Some managers doubt impact of coaching on business

North American managers are less likely than those in other regions to believe coaching actually improves the bottom line, according to a study by global consultants BlessingWhite. Sixty-five per cent of managers in the U.S. and Canada believe that coaching leads to greater business results compared with 71 per cent in Continental Europe and 74 per cent in Asia. The U.K. and Ireland trail with 63 per cent.

The firm’s findings, reported in the new study “The Coaching Conundrum,” are based on input from more than 2,000 managers and employees with companies in 17 countries.

“We found an unexpected ambivalence toward coaching among companies in all regions,” says  BlessingWhite’s coaching practice leader Cathy Earley. “Our study presents a puzzling picture of good intentions, missed opportunities and conflicting messages about the importance of employees being coached by their managers.”

According to Earley, organizations frequently maintain that managers’ coaching has an impact on the business itself as well as on employee engagement, and even on talent management.

“They make these claims in their mission statement or annual report, but the truth is that very few have actually created a culture where the coaching of employees is a best practice that’s fully supported and rewarded.”

The new report identified a series of disparities between stated objectives and the reality of coaching by managers:

  • Most managers say they love to coach and most employees like to be coached, but only half of respondents in North America and Asia in fact receive coaching. Even fewer in Europe get coaching.
  • While organizations, managers, and employees appear to believe in coaching’s contribution to their success, many managers admit they do not spend enough time coaching.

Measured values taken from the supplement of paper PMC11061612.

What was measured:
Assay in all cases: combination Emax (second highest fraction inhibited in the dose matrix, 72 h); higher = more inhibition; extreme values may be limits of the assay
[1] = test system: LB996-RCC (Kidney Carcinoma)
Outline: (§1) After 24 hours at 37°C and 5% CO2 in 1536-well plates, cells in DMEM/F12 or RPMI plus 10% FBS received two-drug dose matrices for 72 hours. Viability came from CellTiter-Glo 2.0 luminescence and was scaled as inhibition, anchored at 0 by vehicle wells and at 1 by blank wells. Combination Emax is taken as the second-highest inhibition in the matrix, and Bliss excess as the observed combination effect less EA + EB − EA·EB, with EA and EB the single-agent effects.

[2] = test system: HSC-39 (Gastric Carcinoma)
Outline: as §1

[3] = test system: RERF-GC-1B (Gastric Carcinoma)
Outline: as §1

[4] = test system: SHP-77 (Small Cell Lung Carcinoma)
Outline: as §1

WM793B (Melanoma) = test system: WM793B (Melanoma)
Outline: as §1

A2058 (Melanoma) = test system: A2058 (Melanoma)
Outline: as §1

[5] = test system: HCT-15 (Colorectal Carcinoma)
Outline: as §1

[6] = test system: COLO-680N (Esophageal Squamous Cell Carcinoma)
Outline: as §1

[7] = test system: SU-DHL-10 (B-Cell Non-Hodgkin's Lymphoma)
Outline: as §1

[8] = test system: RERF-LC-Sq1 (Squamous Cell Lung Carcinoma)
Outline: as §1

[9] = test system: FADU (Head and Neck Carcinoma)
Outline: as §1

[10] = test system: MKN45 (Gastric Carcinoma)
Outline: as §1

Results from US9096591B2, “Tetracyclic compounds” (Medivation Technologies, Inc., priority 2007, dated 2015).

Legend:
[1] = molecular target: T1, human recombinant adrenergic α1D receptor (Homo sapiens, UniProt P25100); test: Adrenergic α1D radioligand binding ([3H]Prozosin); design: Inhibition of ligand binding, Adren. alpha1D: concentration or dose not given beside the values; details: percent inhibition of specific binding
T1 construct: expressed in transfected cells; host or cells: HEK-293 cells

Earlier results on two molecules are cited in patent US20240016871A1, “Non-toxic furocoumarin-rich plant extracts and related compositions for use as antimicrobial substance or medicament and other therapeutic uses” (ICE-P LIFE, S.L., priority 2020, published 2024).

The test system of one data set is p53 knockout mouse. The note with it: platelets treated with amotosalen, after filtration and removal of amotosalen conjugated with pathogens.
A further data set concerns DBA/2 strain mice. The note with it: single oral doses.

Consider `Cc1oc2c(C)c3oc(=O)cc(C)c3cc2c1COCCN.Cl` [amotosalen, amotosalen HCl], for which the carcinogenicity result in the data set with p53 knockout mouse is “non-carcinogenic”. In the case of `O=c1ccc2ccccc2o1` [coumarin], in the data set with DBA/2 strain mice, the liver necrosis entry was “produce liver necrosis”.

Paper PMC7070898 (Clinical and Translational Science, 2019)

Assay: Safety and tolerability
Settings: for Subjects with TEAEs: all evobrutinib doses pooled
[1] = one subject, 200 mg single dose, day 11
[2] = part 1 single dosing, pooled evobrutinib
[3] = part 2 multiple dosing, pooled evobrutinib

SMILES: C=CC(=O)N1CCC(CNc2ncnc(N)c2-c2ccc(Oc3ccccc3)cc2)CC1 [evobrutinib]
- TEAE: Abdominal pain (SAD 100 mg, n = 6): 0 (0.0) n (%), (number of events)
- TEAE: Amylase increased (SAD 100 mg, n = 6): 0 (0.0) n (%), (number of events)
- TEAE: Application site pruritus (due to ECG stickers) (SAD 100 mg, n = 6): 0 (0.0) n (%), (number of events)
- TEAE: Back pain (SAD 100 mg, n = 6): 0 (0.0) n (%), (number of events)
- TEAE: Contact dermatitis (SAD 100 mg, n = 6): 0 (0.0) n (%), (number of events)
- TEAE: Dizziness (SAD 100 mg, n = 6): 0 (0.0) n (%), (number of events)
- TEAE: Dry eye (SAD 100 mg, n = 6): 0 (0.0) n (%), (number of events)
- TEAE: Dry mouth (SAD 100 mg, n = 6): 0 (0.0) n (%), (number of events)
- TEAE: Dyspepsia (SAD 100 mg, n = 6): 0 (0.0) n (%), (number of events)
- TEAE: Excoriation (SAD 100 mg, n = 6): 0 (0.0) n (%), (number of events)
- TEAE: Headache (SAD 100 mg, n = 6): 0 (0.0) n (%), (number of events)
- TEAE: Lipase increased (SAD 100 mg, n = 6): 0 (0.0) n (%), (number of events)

• A large majority of managers are expected to coach, but only onequarter have their compensation tied to coaching.
  • While managers who coach regularly describe the tangible benefits (e.g., increased team productivity) andtwo-thirds of employees who receive coaching say it improves their satisfaction and performance, coachingis usually characterized as a kind of altruistic behaviour to support employee needs or a way to build a talent pipeline. In other words, coaching is viewed as supplementary to a manager’s core responsibilities.
  • While managers worry about whether they have all the answers, employees do not really want advice
  • so much as to be stretched and helped in sorting through problems.
  • While organizations and managers talk a great deal about such things as coaching skills or processes, the essential contributor to effective coaching is a trusting and supportive relationship.

Earley believes managers need to stop thinking of coaching as an event to be scheduled after one’s own work is done or as a means of dealing with a performance issue. “The role of coach isn’t something managers should turn on or off,” explains Earley. “Instead, managers need to adopt coaching as a daily leadership practice and focus on creating a supportive environment for their teams.”

Of the 2,041 survey respondents, about half were managers. The survey was conducted between August and
September 2008. Seventy per cent of the respondents reside in North America. The full report on “Coaching Conundrum” can be downloaded at